Here’s a quick look at the front of the case with a standard ASUS OEM DVD drive installed. Nothing too special, but the drive is a bit recessed and looks a bit different compared to all the drive bay covers. It’d be nice if the drive could be hidden behind a drive bay cover though. There’s definitely enough space for that.
Finally, spinning around the back here for one final look before testing.
Testing the CM Storm Stryker
Once fired up, the CM Storm Stryker’s front panel connectors instantly light up with the power button itself displaying the CM Storm logo. Additionally, the fan controller also lights up as well as you can see above. With the fan controller, Cooler Master has included audible feedback when the fan speed is increased or decreased, and if the LEDs are turned on or off which is a nice touch. Unfortunately, the beep is pretty loud and, as far as I can tell, you can’t really turn it off so it may not be so great for those who have roommates who sleep way too early.
Here’s a look at the front of the case once the entire system is put together and ready to go. Notice that I oriented the fans toward the front instead of the original side fan configuration. This allows for much better airflow to the graphics card.
Also, the sample I got had a messed up fan at the bottom. That said, this case is so new that Cooler Master didn’t have any spare fans available (and I didn’t want to wait to get the review out for you guys), so we’ll just go with a picture of the single LED lit fan for now. The fan itself works fine so functionally it wasn’t an issue. Cooler Master is pretty good about RMA’s so if this happens to you, just drop them an e-mail and they’ll take care of it.
As usual of all my case testing, I ran a full 30 mins of AIDA 64 and Furmark simultaneously (Ambient 24°C) to try to produce the highest amount of heat possible. Overall, the CM Storm Stryker produced excellent results with max average core temperature on the six-core Intel Core i7 3960X at 59.7°C. Additionally, the graphics card stayed under 73°C as well under full load.
These results are comparable to the NZXT Switch 810, which was actually able to maintain a lower GPU temperature (71°C vs 73°C), but had a slightly higher average CPU temperature (62.7°C vs 59.7°C). This is most likely because the NZXT Switch 810 has an excellent push/pull 140mm fan configuration on the front intakes to cool the GPU while the CM Storm Stryker has a powerful 200mm and 140mm exhaust setup near the CPU.
Additionally, ambient temperature while testing the NZXT Switch 810 was 1°C lower than testing temperature of the CM Storm Stryker at 23°C.
Like I said earlier, when the CM Storm Trooper was introduced last year, I wasn’t quite at the stage of being overly impressed with its design, but with the addition of the contrasty white/black paintjob in addition to the windowed sidepanel, I’m sold. In addition to the improvements they’ve made with the CM Storm Stryker, Cooler Master has still kept up with their impeccable build quality, using the highest end materials and giving the CM Storm Stryker a top notch paint job. Don’t believe me? How about some stats? The case itself while empty weighs a full 30.2lbs!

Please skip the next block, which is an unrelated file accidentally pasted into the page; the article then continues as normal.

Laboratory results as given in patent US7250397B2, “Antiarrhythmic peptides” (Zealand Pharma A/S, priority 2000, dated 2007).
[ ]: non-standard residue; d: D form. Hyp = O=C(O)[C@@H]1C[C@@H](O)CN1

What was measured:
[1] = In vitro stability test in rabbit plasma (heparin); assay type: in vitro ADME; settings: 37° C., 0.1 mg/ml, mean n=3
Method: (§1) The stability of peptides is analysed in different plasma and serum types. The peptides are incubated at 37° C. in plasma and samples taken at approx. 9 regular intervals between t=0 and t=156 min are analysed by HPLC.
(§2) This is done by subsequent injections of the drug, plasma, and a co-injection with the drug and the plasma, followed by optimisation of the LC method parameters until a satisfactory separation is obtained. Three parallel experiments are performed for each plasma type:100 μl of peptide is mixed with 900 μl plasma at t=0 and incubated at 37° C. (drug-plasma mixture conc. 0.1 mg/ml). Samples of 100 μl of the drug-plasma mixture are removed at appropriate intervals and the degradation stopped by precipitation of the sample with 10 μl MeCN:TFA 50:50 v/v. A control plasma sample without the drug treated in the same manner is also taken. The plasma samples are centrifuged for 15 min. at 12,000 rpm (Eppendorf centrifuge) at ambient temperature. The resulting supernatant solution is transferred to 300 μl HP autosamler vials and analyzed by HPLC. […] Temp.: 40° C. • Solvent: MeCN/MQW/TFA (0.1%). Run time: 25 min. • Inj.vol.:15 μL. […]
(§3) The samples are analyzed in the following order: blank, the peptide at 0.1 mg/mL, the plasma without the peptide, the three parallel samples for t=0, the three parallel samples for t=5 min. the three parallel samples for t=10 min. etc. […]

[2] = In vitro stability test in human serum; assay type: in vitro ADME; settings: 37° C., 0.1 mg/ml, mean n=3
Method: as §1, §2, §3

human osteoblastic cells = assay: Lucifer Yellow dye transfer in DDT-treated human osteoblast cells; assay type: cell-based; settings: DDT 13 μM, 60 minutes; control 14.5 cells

Overall performance was definitely up to Cooler Master standards as well. I would recommend rotating the 4-in-3 drive cages with the fans facing the front of the case to allow the graphics card to breathe though. With the sides of the 4-in-3 drive cages blocked off and the top/back fans acting as exhausts only, I have no idea how Cooler Master expected the graphics cards to breathe, at least in the stock case configuration. Noise performance was just alright. The fans were a tiny bit louder than I expected despite the fan controller, but Cooler Master did slap on some 120mm fans up front, which were the source of most of the noise. The top 200mm was fairly quiet and the rear 140mm was quiet as well. I’d definitely like to see Cooler Master return to the design phillosophy of the HAF X and HAF 932 with the multiple 200mm/230mm fans. I’d even take 140mm’s over the 120mm’s up front.
The install process into the CM Storm Stryker was a breeze as well, just like with most other high end Cooler Master cases. I didn’t have any issues getting everything installed (almost without using my screwdriver, too) and there’s plenty of space at the back for the cable management. Extra long graphics cards fit without issue, and there’s plenty of space for even an XL-ATX motherboard to fit into the case as well.
In terms of issues with the case, I think the biggest two are the lack of real dust filtration on the front intakes and the fact that the drive cages really can’t be oriented in its stock configuration without suffocating the graphics card(s). Also, I’d really like to see Cooler Master go back to the tried and true formula of including larger fans with their cases. The 230mm/200mm fans on the HAF 932/HAF X are silent and move a ton of air. Why Cooler Master is going back to including 120mm fans on any case is truly beyond me. Oh, and I just have to mention one of the front 120mm fans from my particular CM Storm Stryker sample had DOA LEDs. While this is probably quite rare, I had to mention it anyway. Reviewer’s integrity!
Pricing on the CM Storm Stryker is expected to be $159.99 MSRP and should available for purchase from your favorite retailers soon if not already. (Amazon, Newegg, etc.) Street prices tend to be a bit lower than MSRP, so $150 or so wouldn’t be unexpected. Competition includes the Cooler Master HAF X ($166.92), Corsair Graphite Series 600T ($168.27), NZXT Switch 810 ($169.99), and the Rosewill Thor v2 ($149.99). As you can see, this puts the CM Storm Stryker in a very competitive position in terms of pricing compared to similar cases on the market.
I’ve always been a fan of Cooler Master cases. They’re crazy tough, they look good, they move a lot of air, and they’re usually designed by people who actually put a bit of thought into the design. The CM Storm Stryker is another one of those cases. Highly recommended!
Special thanks to Cooler Master for making this review possible!